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|Title:||Does the intensity of the inflammatory reaction in a bruise depend on its proximity to the site of trauma?|
|Citation:||Forensic Science, Medicine, and Pathology, 2013; 9(3):358-362|
|Publisher:||Humana Press, Inc.|
|Claire Ross, Roger W. Byard, Neil E. I. Langlois|
|Abstract:||Whole blood was withdrawn by tail vessel puncture from anesthetized adult male Sprague-Dawley rats and 0.1 ml was re-injected subcutaneously at each of two sites on their abdominal wall. In addition, two adjacent sites were injected with 0.1 ml of sterile saline, and two more sites were only punctured using an injecting needle. In the second part of the study anesthetized adult male Sprague-Dawley rats had two sites on the abdominal wall pinched using a small pair of forceps, two adjacent sites received an injection of 0.1 ml of whole blood obtained by tail vessel puncture, and two more sites were both pinched and injected with 0.1 ml of whole blood. At intervals of 3, 6, 12 h, 1, 2, 3, 5, and 7 days the animals were euthanized and the skin of the abdomen was processed for histological assessment. Hemosiderin staining in tissues from the first part of the study was assessed qualitatively by scoring sections as 0, 1, 2, or 3 (representing no staining, mild staining, moderate staining, and intense staining) and semi quantitatively using a Nanozoomer Digital Pathology Scanner (NDP Scan U10074-01, Hamamatsu Photonics K.K., Japan). No inflammatory reaction was observed at the sites subjected to needle puncture only. At the sites of saline injection a mild reaction occurred. At the sites where the blood had been injected an intense inflammatory cell response occurred centrally, but not toward the periphery where blood had tracked. In the second experiment the most intense inflammation was also observed in the sites where there had been a pinch and injection of blood. Again, this was maximal centrally with reduced inflammation peripherally. Perls' staining of hemosiderin was comparable in both models, with iron first observed at day 1 at the region of the injection site. At the sites of injection only, and the sites of injection plus pinch, blood had spread laterally. Hemosiderin staining appeared first and more intensely at the site of injection/trauma. The intensity of the inflammatory response in this animal model of bruising was, therefore, directly related to the proximity to the site of trauma; the appearance and intensity of hemosiderin staining was also influenced by the location within the bruises. This study has shown that histological changes that may be utilized to date bruises may be significantly influenced by the site of the biopsy.|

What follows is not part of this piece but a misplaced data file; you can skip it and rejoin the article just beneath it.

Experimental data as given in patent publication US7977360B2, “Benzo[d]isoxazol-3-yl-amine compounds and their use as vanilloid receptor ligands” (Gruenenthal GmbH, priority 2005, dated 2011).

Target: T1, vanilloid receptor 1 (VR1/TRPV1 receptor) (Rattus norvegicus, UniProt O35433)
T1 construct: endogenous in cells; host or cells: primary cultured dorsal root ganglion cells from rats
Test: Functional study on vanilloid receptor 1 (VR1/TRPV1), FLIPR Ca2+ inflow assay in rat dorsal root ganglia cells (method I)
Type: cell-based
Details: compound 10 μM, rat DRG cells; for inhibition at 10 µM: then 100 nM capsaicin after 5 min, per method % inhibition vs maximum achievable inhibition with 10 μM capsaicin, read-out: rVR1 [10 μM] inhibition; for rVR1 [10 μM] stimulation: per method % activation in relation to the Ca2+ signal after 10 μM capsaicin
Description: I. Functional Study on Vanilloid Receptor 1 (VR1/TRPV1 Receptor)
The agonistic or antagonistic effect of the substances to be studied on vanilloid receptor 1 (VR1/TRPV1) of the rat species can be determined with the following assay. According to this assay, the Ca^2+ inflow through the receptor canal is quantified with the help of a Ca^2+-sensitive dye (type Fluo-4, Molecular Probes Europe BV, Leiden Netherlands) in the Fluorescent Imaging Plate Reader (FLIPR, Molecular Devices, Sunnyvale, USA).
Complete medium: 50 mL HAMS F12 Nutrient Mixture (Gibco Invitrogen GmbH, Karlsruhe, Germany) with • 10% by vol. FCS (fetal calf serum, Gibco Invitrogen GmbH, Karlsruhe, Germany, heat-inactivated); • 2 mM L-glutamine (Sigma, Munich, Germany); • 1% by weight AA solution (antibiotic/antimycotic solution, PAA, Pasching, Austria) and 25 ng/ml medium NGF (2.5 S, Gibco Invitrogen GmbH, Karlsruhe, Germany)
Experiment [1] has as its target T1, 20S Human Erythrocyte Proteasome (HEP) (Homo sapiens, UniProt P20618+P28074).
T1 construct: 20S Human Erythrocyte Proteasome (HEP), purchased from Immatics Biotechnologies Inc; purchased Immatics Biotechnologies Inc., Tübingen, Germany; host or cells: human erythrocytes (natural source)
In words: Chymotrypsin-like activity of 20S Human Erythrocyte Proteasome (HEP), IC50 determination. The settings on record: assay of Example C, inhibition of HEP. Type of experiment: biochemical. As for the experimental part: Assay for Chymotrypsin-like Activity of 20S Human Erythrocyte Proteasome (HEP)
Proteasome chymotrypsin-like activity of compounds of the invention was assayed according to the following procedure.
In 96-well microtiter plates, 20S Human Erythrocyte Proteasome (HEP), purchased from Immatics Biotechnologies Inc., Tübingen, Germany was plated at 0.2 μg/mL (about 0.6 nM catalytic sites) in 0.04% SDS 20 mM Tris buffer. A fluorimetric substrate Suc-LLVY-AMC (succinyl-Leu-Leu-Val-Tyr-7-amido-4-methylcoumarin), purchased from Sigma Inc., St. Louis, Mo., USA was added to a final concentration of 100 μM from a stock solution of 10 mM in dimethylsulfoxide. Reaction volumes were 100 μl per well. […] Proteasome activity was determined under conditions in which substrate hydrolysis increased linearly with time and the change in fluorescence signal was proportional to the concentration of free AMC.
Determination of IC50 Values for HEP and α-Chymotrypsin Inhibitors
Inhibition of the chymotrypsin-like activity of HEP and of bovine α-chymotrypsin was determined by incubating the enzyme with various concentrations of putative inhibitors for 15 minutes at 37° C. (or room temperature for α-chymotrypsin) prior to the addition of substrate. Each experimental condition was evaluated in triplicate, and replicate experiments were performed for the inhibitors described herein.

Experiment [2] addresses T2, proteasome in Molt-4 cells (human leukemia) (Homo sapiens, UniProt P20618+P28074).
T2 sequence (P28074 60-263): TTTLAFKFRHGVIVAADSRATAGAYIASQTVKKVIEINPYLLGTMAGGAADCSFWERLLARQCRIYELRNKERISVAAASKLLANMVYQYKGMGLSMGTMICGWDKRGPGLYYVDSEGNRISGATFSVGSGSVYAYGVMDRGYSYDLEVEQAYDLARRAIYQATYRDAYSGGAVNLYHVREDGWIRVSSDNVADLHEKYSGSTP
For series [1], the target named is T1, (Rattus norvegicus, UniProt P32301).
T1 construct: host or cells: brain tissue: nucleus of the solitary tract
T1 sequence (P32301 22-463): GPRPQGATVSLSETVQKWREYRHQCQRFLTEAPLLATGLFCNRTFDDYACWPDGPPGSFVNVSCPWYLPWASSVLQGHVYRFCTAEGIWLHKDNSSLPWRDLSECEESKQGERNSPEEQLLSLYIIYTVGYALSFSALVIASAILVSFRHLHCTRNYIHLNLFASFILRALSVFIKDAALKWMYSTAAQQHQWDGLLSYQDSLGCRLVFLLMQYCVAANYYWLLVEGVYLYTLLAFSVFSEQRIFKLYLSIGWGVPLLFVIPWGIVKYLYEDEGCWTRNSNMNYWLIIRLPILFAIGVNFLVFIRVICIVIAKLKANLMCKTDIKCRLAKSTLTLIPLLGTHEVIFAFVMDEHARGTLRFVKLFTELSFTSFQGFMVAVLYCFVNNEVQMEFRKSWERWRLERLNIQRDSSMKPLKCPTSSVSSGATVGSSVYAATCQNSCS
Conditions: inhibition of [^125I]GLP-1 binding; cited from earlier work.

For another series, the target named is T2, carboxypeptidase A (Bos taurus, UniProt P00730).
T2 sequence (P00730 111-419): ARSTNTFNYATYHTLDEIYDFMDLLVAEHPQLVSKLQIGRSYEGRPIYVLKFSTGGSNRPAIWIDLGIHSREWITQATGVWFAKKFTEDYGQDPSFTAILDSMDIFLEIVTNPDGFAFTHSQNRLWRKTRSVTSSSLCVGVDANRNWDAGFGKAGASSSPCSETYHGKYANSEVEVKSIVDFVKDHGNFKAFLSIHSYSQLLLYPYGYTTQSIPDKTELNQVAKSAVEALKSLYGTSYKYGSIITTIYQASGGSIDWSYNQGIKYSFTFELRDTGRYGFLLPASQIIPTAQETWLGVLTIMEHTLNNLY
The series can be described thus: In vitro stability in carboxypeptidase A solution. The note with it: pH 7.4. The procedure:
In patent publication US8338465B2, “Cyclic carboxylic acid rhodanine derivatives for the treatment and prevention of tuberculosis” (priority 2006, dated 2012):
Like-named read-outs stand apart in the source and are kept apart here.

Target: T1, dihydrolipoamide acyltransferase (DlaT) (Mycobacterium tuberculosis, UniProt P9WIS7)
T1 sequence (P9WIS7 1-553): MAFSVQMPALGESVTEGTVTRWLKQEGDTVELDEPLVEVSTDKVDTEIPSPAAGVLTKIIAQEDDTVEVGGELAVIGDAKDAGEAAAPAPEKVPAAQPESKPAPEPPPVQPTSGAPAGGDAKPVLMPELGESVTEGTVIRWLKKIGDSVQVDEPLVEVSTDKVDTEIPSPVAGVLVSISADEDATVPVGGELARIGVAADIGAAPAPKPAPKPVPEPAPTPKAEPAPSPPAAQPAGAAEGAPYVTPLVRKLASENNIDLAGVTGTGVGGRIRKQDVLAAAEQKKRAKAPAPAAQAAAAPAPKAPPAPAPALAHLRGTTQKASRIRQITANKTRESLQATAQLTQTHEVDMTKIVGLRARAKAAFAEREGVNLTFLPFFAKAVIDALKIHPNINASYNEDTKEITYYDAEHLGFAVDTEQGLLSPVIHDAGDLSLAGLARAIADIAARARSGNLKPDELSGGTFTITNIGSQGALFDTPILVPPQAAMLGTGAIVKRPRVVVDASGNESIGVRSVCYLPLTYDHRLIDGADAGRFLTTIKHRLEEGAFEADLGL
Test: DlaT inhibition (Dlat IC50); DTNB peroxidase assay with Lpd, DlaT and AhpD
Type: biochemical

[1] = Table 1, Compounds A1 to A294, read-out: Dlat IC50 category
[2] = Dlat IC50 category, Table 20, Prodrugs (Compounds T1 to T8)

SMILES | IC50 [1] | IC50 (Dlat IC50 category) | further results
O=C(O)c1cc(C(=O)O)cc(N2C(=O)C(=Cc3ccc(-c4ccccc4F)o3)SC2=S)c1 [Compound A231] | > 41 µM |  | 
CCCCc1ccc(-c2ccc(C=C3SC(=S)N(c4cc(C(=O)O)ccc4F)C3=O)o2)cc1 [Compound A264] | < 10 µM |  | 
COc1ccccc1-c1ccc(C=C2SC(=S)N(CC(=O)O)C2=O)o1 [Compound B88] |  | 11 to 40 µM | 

|Keywords:||Bruise; Animal model; Hemosiderin; Time factors; Aging|
|Rights:||© Springer Science+Business Media New York 2013|
|Appears in Collections:||Pathology publications|
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